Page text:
- Calvin Klein, Tommy Hilfiger and other PVH stores in North America and Europe have been closed since mid-March.
- The company has furloughed about 75% of its workforce in North America.
With stores closed, the retail industry is struggling with inventory piling up in warehouses and no place to sell it, the head of the company that owns such names as Calvin Klein and Tommy Hilfiger told CNBC on Wednesday.
"Retail companies are not built to have their stores closed for extended periods of time," PVH CEO Manny Chirico said in an interview with Becky Quick on "Squawk Box."
PVH's stores in North America and Europe have been closed since mid-March, along with many other businesses. The closures as expected to drag on for weeks if not months as the world tries to contain the coronavirus pandemic.
The company has furloughed about 75% of its workforce in North America, Chirico said, adding to the hundreds of thousands of furloughs taking place in an industry that employees more than 50 million people in the U.S. alone.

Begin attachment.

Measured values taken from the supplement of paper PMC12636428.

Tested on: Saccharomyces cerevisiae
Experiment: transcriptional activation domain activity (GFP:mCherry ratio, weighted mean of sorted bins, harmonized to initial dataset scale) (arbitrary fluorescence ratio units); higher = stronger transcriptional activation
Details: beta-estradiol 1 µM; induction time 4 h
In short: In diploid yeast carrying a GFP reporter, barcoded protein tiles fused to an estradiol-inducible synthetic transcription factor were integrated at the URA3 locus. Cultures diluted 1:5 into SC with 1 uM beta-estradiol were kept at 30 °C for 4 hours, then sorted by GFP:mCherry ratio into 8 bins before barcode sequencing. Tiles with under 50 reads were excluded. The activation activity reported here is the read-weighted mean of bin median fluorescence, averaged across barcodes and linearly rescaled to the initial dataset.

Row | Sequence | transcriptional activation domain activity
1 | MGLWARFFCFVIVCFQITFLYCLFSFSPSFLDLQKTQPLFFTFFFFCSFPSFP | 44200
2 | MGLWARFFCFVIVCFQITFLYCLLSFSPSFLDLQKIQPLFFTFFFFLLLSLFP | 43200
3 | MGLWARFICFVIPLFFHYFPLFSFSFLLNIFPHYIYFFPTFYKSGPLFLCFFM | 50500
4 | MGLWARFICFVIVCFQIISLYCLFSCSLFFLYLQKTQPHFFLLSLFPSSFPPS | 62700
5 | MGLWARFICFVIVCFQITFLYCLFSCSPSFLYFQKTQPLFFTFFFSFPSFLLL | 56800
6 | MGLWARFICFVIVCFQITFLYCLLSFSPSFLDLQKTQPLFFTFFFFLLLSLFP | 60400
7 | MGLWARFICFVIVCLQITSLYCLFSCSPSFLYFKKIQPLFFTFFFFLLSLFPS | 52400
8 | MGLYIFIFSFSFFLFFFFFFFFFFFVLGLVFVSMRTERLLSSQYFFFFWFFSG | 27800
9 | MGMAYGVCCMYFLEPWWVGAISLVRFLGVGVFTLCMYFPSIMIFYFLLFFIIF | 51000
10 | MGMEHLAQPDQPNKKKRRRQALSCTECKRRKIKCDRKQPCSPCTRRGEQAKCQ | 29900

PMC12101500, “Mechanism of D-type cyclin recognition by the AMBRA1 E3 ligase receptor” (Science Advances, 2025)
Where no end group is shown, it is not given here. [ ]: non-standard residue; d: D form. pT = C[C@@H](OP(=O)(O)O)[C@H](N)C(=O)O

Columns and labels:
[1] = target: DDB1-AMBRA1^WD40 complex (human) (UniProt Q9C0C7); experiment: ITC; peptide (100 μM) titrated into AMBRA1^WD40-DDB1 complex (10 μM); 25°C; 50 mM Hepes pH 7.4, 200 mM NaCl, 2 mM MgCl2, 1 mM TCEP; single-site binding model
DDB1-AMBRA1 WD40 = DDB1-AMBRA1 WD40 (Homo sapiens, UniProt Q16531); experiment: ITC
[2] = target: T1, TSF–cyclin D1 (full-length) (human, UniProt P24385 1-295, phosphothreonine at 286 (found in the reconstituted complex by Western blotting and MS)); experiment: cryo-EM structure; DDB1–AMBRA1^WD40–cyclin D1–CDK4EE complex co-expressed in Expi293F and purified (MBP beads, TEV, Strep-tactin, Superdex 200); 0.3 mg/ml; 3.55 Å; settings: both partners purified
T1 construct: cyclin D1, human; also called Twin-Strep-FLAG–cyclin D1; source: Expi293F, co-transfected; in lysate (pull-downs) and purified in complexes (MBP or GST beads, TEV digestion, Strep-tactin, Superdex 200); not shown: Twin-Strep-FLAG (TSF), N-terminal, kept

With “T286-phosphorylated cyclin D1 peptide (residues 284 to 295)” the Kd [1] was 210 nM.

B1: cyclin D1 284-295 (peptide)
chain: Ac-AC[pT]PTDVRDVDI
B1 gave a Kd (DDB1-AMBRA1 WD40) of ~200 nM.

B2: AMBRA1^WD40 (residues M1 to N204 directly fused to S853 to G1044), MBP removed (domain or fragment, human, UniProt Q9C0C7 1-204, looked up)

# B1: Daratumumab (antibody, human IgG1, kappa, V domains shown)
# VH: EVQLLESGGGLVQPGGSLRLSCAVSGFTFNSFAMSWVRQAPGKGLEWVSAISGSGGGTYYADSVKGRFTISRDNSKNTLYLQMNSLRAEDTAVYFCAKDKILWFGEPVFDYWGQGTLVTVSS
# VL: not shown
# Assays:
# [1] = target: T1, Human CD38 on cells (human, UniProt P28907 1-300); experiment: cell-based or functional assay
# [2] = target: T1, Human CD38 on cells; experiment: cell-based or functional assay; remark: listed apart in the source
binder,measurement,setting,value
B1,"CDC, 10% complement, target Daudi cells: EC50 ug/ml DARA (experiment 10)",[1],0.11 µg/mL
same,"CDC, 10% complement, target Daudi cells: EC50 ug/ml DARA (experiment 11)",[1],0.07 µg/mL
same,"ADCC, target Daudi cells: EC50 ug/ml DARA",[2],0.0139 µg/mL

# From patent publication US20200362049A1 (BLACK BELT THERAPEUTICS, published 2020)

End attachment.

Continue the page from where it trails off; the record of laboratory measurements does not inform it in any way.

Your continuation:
He said PVH does only about 15% of its business online, meaning it has lost 85% of traffic during the pandemic.
The U.S. government could help retailers by offering deferrals on duties for inventory still being imported, Chirico said.
"Inventory comes in today, [and] a week later we need to pay our duties," he said. "If we had a deferral of those duties for a period of time, we could have avoided putting as many people on furloughs as we have."
PVH has reopened most of its stores in Asia. They are running on reduced hours and limiting the number of people who can be inside. The coronavirus originated in Wuhan, China, and consumer activity has slowly been picking up in the region. Denim maker Levi Strauss, for example, was just recently able to open its store in Wuhan again.
PVH has drawn $750 million from its revolving credit facility for extra liquidity. The company has suspended share repurchases and suspended its cash dividend as of the second quarter.
Retailers at this time need to "plan for the worst and hope for the best," Chirico told CNBC.
PVH shares are down about 55% this year. The company has a market cap of about $3.3 billion.